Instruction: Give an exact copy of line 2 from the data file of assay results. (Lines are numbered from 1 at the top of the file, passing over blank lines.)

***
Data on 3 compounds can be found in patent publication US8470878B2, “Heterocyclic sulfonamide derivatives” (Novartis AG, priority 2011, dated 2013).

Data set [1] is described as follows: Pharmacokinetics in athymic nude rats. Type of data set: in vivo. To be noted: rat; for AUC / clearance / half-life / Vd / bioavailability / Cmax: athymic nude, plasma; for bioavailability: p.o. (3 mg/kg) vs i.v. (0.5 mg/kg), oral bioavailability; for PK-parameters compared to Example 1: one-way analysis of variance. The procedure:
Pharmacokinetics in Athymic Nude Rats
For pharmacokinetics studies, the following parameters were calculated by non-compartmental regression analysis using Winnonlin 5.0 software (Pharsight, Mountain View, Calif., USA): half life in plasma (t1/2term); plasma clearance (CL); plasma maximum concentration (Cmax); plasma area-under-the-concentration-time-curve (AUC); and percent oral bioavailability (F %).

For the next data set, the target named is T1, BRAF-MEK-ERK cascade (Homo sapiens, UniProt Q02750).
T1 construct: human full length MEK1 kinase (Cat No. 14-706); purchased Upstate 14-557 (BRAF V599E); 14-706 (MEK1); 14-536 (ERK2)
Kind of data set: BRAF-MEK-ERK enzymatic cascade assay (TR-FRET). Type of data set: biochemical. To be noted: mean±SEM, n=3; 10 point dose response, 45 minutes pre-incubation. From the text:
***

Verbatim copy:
Data set [1] is described as follows: Pharmacokinetics in athymic nude rats. Type of data set: in vivo. To be noted: rat; for AUC / clearance / half-life / Vd / bioavailability / Cmax: athymic nude, plasma; for bioavailability: p.o. (3 mg/kg) vs i.v. (0.5 mg/kg), oral bioavailability; for PK-parameters compared to Example 1: one-way analysis of variance. The procedure: